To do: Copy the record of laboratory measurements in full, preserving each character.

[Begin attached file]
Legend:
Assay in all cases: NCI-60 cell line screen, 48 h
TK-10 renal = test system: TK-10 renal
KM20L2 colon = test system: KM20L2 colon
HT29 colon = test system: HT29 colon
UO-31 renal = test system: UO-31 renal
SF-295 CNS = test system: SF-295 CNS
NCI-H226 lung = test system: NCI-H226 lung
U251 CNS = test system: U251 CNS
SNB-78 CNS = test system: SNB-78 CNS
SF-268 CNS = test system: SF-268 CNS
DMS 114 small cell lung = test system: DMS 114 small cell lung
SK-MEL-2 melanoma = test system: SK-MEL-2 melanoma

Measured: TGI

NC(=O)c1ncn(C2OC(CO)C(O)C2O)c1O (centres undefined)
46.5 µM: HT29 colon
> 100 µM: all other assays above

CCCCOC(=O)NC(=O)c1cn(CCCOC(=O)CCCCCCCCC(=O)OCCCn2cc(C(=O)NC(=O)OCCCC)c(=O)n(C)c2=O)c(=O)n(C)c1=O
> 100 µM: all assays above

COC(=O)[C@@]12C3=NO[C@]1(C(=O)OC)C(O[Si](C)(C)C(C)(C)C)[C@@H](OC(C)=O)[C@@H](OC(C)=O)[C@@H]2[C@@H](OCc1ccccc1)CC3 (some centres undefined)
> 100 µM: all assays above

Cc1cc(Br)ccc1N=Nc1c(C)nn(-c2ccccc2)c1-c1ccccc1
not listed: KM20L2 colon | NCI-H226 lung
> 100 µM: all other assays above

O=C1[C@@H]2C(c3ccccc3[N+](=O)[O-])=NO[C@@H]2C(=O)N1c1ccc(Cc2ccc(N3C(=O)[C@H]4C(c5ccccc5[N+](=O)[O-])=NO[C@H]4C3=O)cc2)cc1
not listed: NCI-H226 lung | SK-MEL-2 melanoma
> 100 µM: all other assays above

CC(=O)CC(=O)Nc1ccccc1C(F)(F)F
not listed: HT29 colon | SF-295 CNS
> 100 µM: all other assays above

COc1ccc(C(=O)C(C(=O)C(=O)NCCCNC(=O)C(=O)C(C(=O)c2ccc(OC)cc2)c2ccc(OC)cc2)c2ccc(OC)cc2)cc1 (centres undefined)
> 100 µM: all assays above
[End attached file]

Legend:
Assay in all cases: NCI-60 cell line screen, 48 h
TK-10 renal = test system: TK-10 renal
KM20L2 colon = test system: KM20L2 colon
HT29 colon = test system: HT29 colon
UO-31 renal = test system: UO-31 renal
SF-295 CNS = test system: SF-295 CNS
NCI-H226 lung = test system: NCI-H226 lung
U251 CNS = test system: U251 CNS
SNB-78 CNS = test system: SNB-78 CNS
SF-268 CNS = test system: SF-268 CNS
DMS 114 small cell lung = test system: DMS 114 small cell lung
SK-MEL-2 melanoma = test system: SK-MEL-2 melanoma

Measured: TGI

NC(=O)c1ncn(C2OC(CO)C(O)C2O)c1O (centres undefined)
46.5 µM: HT29 colon
> 100 µM: all other assays above

CCCCOC(=O)NC(=O)c1cn(CCCOC(=O)CCCCCCCCC(=O)OCCCn2cc(C(=O)NC(=O)OCCCC)c(=O)n(C)c2=O)c(=O)n(C)c1=O
> 100 µM: all assays above

COC(=O)[C@@]12C3=NO[C@]1(C(=O)OC)C(O[Si](C)(C)C(C)(C)C)[C@@H](OC(C)=O)[C@@H](OC(C)=O)[C@@H]2[C@@H](OCc1ccccc1)CC3 (some centres undefined)
> 100 µM: all assays above

Cc1cc(Br)ccc1N=Nc1c(C)nn(-c2ccccc2)c1-c1ccccc1
not listed: KM20L2 colon | NCI-H226 lung
> 100 µM: all other assays above

O=C1[C@@H]2C(c3ccccc3[N+](=O)[O-])=NO[C@@H]2C(=O)N1c1ccc(Cc2ccc(N3C(=O)[C@H]4C(c5ccccc5[N+](=O)[O-])=NO[C@H]4C3=O)cc2)cc1
not listed: NCI-H226 lung | SK-MEL-2 melanoma
> 100 µM: all other assays above

CC(=O)CC(=O)Nc1ccccc1C(F)(F)F
not listed: HT29 colon | SF-295 CNS
> 100 µM: all other assays above

COc1ccc(C(=O)C(C(=O)C(=O)NCCCNC(=O)C(=O)C(C(=O)c2ccc(OC)cc2)c2ccc(OC)cc2)c2ccc(OC)cc2)cc1 (centres undefined)
> 100 µM: all assays above